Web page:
September 15, 2023


Study reveals farmer behaviour plays crucial role in controlling livestock disease outbreaks



A recent study published in Preventive Veterinary Medicine highlights how variations in farmer behaviour can significantly impact the management of livestock disease outbreaks, shedding light on the importance of behavioural factors, such as vaccine adoption, in disease control strategies, reported.


Controlling the spread of livestock diseases, including foot-and-mouth disease, bovine tuberculosis, and bovine viral diarrhoea, heavily relies on farmer behaviour, particularly their decisions regarding vaccination and other preventive measures. Researchers from the Universities of Nottingham and Warwick have emphasised the need to consider these behavioural differences when planning for contingencies or formulating policies to address future outbreaks.


To delve into the intricate relationship between farmer behaviour and disease control, the research team conducted interviews with 60 cattle farmers across the UK. Their focus was on understanding how farmers make vaccination decisions during a rapidly unfolding epidemic. The study unveiled that swift vaccination uptake is linked to a strong trust in government disease control plans and having sufficient time and resources to combat the disease.


Building on these findings, the researchers constructed a comprehensive mathematical model encompassing the entire UK. They examined the potential impact of accounting for farmer behaviour on disease outbreak predictions in contrast to scenarios where behavioural diversity was disregarded.


The research conducted by the University of Nottingham's School of Veterinary Medicine and Health Sciences, along with Warwick's Zeeman Institute for Systems Biology and Infectious Disease Epidemiology Research (SBIDER), underscores the significance of a modelling approach that encompasses both epidemiological and socio-behavioural dimensions. By illustrating how neglecting individual farmers' disease management strategies can hinder assessments of nationwide outcomes, this study shows the importance of behavioural insights.


The incorporation of behavioural factors into disease control models holds the potential to enhance the planning and implementation of national disease control strategies. Policymakers can utilize these insights to make more accurate projections concerning the scale and cost of future livestock disease outbreaks.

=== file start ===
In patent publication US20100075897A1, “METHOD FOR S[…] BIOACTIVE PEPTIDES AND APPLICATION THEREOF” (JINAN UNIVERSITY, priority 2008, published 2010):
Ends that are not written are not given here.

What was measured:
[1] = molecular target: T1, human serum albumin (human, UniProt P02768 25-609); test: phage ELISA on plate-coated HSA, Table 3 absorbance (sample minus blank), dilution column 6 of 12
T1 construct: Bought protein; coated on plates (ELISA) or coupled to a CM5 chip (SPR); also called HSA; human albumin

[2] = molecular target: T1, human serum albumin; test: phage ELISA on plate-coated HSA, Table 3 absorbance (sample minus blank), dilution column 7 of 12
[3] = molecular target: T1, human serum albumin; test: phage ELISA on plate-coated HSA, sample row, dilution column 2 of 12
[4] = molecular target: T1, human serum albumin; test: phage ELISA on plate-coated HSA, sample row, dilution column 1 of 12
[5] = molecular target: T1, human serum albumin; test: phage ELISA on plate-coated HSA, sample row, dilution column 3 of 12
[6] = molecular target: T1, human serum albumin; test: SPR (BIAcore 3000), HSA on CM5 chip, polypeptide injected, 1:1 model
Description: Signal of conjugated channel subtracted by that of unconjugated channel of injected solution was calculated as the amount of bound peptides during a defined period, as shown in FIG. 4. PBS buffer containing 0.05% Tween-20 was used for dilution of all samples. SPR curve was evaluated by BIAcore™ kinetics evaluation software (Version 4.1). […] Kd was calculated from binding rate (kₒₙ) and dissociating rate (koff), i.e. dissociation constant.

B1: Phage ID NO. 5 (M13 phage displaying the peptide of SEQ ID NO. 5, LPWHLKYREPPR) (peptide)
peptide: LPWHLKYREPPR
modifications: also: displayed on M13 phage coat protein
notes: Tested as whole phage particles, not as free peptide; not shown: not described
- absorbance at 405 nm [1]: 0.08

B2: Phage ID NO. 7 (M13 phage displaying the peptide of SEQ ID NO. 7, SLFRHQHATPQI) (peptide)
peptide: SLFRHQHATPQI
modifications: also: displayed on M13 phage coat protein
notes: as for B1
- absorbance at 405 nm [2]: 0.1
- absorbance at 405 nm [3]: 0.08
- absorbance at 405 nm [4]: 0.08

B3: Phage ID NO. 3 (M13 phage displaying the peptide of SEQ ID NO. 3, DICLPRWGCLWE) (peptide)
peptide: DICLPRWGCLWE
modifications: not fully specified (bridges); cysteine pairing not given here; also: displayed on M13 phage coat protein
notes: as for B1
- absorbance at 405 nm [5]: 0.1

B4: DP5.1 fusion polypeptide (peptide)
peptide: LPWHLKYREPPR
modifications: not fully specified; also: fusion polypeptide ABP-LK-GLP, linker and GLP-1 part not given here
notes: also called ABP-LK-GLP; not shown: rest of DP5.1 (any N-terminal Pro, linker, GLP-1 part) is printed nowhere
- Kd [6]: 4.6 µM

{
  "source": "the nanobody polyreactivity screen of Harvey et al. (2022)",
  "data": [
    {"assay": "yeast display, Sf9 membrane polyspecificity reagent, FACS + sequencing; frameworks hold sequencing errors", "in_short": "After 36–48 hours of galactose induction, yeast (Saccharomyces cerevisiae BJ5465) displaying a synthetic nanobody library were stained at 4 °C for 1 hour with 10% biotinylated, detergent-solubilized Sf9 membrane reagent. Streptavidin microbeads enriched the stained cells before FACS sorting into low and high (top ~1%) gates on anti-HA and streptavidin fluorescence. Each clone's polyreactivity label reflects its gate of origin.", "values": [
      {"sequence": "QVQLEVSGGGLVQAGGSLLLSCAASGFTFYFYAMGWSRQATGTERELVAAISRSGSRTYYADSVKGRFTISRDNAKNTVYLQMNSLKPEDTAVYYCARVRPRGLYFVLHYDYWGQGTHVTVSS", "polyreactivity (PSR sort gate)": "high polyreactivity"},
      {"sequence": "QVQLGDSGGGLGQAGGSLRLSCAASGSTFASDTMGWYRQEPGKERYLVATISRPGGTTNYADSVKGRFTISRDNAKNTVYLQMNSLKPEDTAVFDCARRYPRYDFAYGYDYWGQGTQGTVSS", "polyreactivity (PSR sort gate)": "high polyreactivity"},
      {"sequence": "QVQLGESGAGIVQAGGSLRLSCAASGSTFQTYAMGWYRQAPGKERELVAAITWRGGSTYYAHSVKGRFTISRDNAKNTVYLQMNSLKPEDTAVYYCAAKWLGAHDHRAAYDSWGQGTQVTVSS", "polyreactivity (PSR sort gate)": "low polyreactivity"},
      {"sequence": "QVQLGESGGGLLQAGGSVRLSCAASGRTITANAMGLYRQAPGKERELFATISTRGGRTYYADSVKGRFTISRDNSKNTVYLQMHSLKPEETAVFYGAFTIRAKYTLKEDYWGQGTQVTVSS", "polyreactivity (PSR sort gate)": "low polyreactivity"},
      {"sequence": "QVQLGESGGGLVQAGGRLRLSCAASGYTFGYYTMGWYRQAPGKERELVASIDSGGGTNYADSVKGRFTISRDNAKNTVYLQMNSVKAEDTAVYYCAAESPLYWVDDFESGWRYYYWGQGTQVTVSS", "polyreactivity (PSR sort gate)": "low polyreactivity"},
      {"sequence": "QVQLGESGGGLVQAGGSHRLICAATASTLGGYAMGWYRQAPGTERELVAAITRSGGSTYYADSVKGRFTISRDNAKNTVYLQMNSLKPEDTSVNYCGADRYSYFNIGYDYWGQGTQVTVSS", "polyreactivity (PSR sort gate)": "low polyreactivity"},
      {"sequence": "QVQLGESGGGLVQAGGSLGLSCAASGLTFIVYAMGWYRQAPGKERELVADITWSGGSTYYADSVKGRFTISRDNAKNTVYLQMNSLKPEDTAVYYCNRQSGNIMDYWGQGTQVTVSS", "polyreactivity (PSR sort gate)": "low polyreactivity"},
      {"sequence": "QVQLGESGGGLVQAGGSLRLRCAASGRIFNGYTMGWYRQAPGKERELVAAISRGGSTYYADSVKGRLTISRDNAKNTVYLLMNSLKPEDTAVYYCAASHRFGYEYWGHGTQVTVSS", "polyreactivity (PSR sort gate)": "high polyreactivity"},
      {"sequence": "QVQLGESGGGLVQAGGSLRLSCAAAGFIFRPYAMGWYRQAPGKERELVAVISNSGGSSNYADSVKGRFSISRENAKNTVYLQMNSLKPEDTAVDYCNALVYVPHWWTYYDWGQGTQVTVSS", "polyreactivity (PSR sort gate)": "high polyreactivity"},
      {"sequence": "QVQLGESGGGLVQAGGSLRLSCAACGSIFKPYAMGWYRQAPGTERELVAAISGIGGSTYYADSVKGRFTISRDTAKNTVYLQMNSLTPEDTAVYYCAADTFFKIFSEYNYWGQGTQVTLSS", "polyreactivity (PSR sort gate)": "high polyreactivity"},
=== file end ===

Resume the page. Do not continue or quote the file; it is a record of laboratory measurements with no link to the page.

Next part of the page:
Dr Ed Hill, co-author of the study from the Warwick Mathematics Institute at the University of Warwick, said that their quantitative study explores veterinary health associated behaviours, capturing individual and contextual factors. These data allow differences in farmer disease-management behaviours to be included into models of livestock disease transmission, which can help to inform veterinary health decision making.


Dr Naomi Prosser, also from the University of Nottingham, said that understanding the specific factors associated with different behavioural responses of farmers to disease outbreaks will allow improved design of disease control strategies by taking these factors and the expected behavioural differences into account.


Dr Hill also said that this pilot study has shown the power and necessity of combining epidemiological predictions with an assessment of farmer behaviour. More work is now needed to understand how farmer's attitudes, perceptions, and beliefs, and therefore their likely behaviour, will change over time.


She said the researchers are also interested in understanding how behaviours are influenced by policy, advice and the actions of neighbouring farmers.



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